Just about every cell phone user has been there. They have a few minutes in the day to check out an article. But it doesn’t download quickly enough for you to finish reading it during that brief window of opportunity.
Some may dismiss the issue, getting annoyed but not necessarily giving it a second thought. Google however has acknowledged this problem, and is doing something about it with its Accelerated Mobile Pages (AMP). In a nutshell, when you search for an article or topic on Google with a mobile web browser, depending on the publisher, Google will link to an AMP page which loads four times faster, and better yet, takes up 1/10 of the wireless data. This article does a pretty good job of spelling out the technical tricks behind making it all work, and who’s on board. (Hint: The New York Times, BuzzFeed, and the BBC can be counted among the early supporters).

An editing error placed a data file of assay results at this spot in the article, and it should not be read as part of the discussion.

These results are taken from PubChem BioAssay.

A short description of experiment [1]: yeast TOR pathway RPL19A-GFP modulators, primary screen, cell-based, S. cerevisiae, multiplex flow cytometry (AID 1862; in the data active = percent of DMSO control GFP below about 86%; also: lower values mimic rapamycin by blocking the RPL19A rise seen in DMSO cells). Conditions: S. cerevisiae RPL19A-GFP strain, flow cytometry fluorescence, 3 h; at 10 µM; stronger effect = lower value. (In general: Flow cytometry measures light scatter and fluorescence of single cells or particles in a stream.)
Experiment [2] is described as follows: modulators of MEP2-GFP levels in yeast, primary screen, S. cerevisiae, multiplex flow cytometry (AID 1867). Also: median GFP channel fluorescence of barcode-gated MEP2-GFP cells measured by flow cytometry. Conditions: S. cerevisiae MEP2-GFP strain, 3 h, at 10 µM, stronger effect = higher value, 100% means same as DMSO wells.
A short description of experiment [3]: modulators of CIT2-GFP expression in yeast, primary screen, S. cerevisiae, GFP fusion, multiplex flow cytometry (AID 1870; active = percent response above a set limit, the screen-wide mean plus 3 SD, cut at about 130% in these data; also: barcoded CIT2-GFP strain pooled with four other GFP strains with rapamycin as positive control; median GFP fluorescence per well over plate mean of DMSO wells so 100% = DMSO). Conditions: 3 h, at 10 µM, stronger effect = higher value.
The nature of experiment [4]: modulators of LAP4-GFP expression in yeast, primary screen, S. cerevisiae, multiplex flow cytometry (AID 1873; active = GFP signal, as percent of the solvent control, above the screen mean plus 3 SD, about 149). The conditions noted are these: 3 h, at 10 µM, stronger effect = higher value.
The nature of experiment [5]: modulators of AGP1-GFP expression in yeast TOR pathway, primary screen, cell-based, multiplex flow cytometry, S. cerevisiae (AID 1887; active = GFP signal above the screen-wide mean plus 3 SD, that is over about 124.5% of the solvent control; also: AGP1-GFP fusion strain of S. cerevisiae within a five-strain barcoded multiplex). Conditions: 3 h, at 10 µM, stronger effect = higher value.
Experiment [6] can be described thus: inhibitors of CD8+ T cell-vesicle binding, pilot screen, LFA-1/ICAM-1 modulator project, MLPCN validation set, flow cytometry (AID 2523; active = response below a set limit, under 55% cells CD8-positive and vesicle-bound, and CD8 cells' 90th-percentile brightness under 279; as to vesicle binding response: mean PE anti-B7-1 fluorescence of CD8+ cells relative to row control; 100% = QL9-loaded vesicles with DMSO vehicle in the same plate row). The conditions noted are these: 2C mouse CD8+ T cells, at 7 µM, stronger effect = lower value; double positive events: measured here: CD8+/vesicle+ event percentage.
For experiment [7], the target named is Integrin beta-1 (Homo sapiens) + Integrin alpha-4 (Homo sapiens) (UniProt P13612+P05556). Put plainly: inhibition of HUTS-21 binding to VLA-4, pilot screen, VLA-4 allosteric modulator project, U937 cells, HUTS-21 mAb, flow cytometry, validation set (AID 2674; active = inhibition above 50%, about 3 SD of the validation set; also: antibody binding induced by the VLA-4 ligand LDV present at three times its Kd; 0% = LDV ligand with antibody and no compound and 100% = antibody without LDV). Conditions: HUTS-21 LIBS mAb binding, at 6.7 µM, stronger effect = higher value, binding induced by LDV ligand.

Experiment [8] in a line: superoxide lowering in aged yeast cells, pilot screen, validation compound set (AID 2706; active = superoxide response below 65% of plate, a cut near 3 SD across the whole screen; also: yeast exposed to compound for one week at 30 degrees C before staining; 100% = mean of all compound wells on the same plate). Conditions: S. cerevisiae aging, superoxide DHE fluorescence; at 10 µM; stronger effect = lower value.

It seems the race started with Facebook’s Instant Articles for iPhone users, which was launched last fall. But there’s a key difference. Facebook’s Instant Articles are designed for its own social network. Google is working with the likes of Twitter and Pinterest to use AMP pages as well to create more open access
You could call it universal instant gratification. If you’re interested, you can read more about how the AMP wars started.